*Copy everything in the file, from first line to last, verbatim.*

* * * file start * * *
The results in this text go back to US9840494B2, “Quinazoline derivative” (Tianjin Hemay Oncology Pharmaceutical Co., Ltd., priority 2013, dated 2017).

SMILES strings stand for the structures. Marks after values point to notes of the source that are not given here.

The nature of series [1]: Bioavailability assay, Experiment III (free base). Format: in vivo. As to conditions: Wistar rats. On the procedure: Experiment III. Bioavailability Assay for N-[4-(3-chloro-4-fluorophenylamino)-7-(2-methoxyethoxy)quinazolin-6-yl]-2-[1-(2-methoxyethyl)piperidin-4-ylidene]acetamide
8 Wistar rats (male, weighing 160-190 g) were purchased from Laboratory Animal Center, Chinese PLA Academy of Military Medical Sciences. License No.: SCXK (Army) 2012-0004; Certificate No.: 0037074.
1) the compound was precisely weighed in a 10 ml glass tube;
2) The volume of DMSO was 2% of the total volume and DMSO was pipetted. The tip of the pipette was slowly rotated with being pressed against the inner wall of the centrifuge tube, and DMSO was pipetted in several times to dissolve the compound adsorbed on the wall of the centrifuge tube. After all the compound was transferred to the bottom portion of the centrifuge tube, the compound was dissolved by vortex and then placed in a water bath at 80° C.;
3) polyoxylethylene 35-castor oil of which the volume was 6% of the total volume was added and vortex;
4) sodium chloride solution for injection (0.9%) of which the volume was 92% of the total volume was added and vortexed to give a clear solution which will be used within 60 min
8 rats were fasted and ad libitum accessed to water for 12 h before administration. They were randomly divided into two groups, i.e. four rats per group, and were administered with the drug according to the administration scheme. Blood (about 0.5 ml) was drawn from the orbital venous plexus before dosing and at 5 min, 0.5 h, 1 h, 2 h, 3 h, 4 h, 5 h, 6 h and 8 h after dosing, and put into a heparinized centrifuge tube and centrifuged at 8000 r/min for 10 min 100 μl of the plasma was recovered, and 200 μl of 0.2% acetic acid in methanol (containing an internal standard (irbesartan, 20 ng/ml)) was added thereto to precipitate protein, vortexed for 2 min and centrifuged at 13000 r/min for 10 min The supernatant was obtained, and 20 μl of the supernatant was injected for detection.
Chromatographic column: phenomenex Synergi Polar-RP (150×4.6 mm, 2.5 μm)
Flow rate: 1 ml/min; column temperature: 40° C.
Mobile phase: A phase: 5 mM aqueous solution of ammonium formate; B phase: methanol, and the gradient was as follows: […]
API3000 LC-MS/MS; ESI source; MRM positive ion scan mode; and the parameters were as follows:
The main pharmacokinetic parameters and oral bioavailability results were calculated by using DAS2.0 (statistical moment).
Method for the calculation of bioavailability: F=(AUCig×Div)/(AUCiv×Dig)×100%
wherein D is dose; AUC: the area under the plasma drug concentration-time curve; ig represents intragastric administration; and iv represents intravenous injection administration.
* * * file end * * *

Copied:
The results in this text go back to US9840494B2, “Quinazoline derivative” (Tianjin Hemay Oncology Pharmaceutical Co., Ltd., priority 2013, dated 2017).

SMILES strings stand for the structures. Marks after values point to notes of the source that are not given here.

The nature of series [1]: Bioavailability assay, Experiment III (free base). Format: in vivo. As to conditions: Wistar rats. On the procedure: Experiment III. Bioavailability Assay for N-[4-(3-chloro-4-fluorophenylamino)-7-(2-methoxyethoxy)quinazolin-6-yl]-2-[1-(2-methoxyethyl)piperidin-4-ylidene]acetamide
8 Wistar rats (male, weighing 160-190 g) were purchased from Laboratory Animal Center, Chinese PLA Academy of Military Medical Sciences. License No.: SCXK (Army) 2012-0004; Certificate No.: 0037074.
1) the compound was precisely weighed in a 10 ml glass tube;
2) The volume of DMSO was 2% of the total volume and DMSO was pipetted. The tip of the pipette was slowly rotated with being pressed against the inner wall of the centrifuge tube, and DMSO was pipetted in several times to dissolve the compound adsorbed on the wall of the centrifuge tube. After all the compound was transferred to the bottom portion of the centrifuge tube, the compound was dissolved by vortex and then placed in a water bath at 80° C.;
3) polyoxylethylene 35-castor oil of which the volume was 6% of the total volume was added and vortex;
4) sodium chloride solution for injection (0.9%) of which the volume was 92% of the total volume was added and vortexed to give a clear solution which will be used within 60 min
8 rats were fasted and ad libitum accessed to water for 12 h before administration. They were randomly divided into two groups, i.e. four rats per group, and were administered with the drug according to the administration scheme. Blood (about 0.5 ml) was drawn from the orbital venous plexus before dosing and at 5 min, 0.5 h, 1 h, 2 h, 3 h, 4 h, 5 h, 6 h and 8 h after dosing, and put into a heparinized centrifuge tube and centrifuged at 8000 r/min for 10 min 100 μl of the plasma was recovered, and 200 μl of 0.2% acetic acid in methanol (containing an internal standard (irbesartan, 20 ng/ml)) was added thereto to precipitate protein, vortexed for 2 min and centrifuged at 13000 r/min for 10 min The supernatant was obtained, and 20 μl of the supernatant was injected for detection.
Chromatographic column: phenomenex Synergi Polar-RP (150×4.6 mm, 2.5 μm)
Flow rate: 1 ml/min; column temperature: 40° C.
Mobile phase: A phase: 5 mM aqueous solution of ammonium formate; B phase: methanol, and the gradient was as follows: […]
API3000 LC-MS/MS; ESI source; MRM positive ion scan mode; and the parameters were as follows:
The main pharmacokinetic parameters and oral bioavailability results were calculated by using DAS2.0 (statistical moment).
Method for the calculation of bioavailability: F=(AUCig×Div)/(AUCiv×Dig)×100%
wherein D is dose; AUC: the area under the plasma drug concentration-time curve; ig represents intragastric administration; and iv represents intravenous injection administration.